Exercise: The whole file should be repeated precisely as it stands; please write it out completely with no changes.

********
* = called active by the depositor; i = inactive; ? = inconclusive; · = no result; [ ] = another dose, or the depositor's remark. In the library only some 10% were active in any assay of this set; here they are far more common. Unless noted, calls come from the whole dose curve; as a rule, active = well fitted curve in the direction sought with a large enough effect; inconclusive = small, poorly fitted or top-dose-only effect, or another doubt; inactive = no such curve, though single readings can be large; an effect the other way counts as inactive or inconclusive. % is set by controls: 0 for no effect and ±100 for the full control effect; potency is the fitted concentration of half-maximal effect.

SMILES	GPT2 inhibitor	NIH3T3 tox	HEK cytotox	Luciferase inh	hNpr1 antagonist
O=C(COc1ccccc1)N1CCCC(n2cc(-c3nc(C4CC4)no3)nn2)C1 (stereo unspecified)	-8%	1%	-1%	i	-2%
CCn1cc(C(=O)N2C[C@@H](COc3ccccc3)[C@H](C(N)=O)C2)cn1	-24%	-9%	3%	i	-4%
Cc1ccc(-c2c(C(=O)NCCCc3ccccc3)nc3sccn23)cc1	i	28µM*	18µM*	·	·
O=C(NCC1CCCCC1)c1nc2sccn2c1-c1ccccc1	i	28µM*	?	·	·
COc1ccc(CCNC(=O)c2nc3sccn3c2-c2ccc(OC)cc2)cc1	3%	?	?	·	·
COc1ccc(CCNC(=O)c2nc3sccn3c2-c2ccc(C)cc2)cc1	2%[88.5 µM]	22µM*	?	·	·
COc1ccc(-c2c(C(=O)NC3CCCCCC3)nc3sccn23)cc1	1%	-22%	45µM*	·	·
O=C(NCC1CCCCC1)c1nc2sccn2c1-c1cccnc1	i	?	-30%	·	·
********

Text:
* = called active by the depositor; i = inactive; ? = inconclusive; · = no result; [ ] = another dose, or the depositor's remark. In the library only some 10% were active in any assay of this set; here they are far more common. Unless noted, calls come from the whole dose curve; as a rule, active = well fitted curve in the direction sought with a large enough effect; inconclusive = small, poorly fitted or top-dose-only effect, or another doubt; inactive = no such curve, though single readings can be large; an effect the other way counts as inactive or inconclusive. % is set by controls: 0 for no effect and ±100 for the full control effect; potency is the fitted concentration of half-maximal effect.

SMILES	GPT2 inhibitor	NIH3T3 tox	HEK cytotox	Luciferase inh	hNpr1 antagonist
O=C(COc1ccccc1)N1CCCC(n2cc(-c3nc(C4CC4)no3)nn2)C1 (stereo unspecified)	-8%	1%	-1%	i	-2%
CCn1cc(C(=O)N2C[C@@H](COc3ccccc3)[C@H](C(N)=O)C2)cn1	-24%	-9%	3%	i	-4%
Cc1ccc(-c2c(C(=O)NCCCc3ccccc3)nc3sccn23)cc1	i	28µM*	18µM*	·	·
O=C(NCC1CCCCC1)c1nc2sccn2c1-c1ccccc1	i	28µM*	?	·	·
COc1ccc(CCNC(=O)c2nc3sccn3c2-c2ccc(OC)cc2)cc1	3%	?	?	·	·
COc1ccc(CCNC(=O)c2nc3sccn3c2-c2ccc(C)cc2)cc1	2%[88.5 µM]	22µM*	?	·	·
COc1ccc(-c2c(C(=O)NC3CCCCCC3)nc3sccn23)cc1	1%	-22%	45µM*	·	·
O=C(NCC1CCCCC1)c1nc2sccn2c1-c1cccnc1	i	?	-30%	·	·